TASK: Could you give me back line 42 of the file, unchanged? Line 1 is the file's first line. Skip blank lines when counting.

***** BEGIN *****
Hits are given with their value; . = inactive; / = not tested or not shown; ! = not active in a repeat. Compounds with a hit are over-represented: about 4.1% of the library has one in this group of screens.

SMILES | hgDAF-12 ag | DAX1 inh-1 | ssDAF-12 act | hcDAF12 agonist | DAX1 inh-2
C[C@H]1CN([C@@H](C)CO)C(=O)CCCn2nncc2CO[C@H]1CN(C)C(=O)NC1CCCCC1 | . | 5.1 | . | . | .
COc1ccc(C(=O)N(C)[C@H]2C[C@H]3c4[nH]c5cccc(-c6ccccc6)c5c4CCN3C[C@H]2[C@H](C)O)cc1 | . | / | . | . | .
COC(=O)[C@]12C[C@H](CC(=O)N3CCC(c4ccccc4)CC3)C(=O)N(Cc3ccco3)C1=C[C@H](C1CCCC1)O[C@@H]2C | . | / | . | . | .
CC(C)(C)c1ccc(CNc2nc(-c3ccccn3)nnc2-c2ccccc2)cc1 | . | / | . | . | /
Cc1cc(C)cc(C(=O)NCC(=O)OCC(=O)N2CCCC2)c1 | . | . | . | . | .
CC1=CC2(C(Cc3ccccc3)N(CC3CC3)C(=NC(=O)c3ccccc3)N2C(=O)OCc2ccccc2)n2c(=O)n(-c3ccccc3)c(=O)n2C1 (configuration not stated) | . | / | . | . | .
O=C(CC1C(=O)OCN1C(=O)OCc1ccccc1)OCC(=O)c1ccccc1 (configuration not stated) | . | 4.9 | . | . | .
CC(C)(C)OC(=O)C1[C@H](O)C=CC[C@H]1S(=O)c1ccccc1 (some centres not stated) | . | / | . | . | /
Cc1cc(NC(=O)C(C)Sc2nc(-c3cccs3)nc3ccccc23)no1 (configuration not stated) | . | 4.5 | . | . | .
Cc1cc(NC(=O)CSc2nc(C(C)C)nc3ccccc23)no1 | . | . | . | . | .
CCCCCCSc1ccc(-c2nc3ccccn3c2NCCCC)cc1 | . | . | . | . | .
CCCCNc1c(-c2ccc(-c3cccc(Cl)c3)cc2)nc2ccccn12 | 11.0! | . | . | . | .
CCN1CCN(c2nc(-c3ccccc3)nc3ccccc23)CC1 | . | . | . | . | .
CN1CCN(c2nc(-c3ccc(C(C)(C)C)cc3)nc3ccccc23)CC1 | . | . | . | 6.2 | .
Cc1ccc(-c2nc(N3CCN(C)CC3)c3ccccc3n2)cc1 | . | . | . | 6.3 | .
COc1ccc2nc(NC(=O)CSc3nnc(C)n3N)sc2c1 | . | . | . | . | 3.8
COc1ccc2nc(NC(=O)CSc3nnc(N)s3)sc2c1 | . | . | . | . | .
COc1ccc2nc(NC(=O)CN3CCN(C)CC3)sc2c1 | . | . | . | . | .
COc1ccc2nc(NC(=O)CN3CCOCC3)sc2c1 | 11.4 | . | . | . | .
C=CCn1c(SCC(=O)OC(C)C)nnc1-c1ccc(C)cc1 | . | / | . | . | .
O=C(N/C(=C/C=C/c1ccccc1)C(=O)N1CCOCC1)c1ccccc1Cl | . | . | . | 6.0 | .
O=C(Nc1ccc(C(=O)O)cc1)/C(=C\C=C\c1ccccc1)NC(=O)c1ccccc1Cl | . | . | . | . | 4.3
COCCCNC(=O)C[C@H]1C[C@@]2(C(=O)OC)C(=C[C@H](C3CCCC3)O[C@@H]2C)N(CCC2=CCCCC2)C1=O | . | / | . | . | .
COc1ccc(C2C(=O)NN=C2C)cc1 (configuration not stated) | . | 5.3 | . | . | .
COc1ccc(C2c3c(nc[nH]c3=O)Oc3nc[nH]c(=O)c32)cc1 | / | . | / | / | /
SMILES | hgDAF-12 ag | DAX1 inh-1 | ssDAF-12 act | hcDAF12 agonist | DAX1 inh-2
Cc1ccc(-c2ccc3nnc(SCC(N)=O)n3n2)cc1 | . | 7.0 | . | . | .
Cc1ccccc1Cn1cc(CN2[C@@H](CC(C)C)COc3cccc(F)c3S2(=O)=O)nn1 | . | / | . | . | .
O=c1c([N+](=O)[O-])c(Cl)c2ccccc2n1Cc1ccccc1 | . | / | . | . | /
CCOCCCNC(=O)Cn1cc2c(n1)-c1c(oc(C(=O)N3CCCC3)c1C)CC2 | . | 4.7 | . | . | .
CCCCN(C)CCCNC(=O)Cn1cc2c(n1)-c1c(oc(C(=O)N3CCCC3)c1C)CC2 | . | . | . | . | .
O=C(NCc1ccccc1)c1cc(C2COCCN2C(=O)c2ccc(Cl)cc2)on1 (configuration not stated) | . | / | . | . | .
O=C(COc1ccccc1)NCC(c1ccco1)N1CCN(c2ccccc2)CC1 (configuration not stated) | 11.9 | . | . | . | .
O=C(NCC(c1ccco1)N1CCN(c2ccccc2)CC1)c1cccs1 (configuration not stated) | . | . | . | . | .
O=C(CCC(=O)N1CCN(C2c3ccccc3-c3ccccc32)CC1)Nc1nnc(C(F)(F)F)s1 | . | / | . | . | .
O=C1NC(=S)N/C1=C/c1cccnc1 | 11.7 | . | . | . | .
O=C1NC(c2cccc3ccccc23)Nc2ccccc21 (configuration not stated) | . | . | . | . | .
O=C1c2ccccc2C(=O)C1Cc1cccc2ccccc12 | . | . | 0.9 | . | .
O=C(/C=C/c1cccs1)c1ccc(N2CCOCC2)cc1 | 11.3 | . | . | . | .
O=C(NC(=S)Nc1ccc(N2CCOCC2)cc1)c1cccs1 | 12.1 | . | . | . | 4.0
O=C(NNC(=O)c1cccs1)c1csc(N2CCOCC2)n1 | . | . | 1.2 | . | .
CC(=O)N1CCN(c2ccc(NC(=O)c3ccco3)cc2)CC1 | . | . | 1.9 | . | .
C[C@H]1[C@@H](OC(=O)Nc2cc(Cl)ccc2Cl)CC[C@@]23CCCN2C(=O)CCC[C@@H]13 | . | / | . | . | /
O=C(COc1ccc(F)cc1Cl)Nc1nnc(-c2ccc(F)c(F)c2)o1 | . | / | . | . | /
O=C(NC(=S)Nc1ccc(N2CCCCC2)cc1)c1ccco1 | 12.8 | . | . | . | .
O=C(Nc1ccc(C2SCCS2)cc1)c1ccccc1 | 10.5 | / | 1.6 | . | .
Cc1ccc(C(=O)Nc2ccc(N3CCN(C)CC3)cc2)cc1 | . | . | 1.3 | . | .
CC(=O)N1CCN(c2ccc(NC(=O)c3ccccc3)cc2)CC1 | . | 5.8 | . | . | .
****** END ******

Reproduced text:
O=C(NC(=S)Nc1ccc(N2CCOCC2)cc1)c1cccs1 | 12.1 | . | . | . | 4.0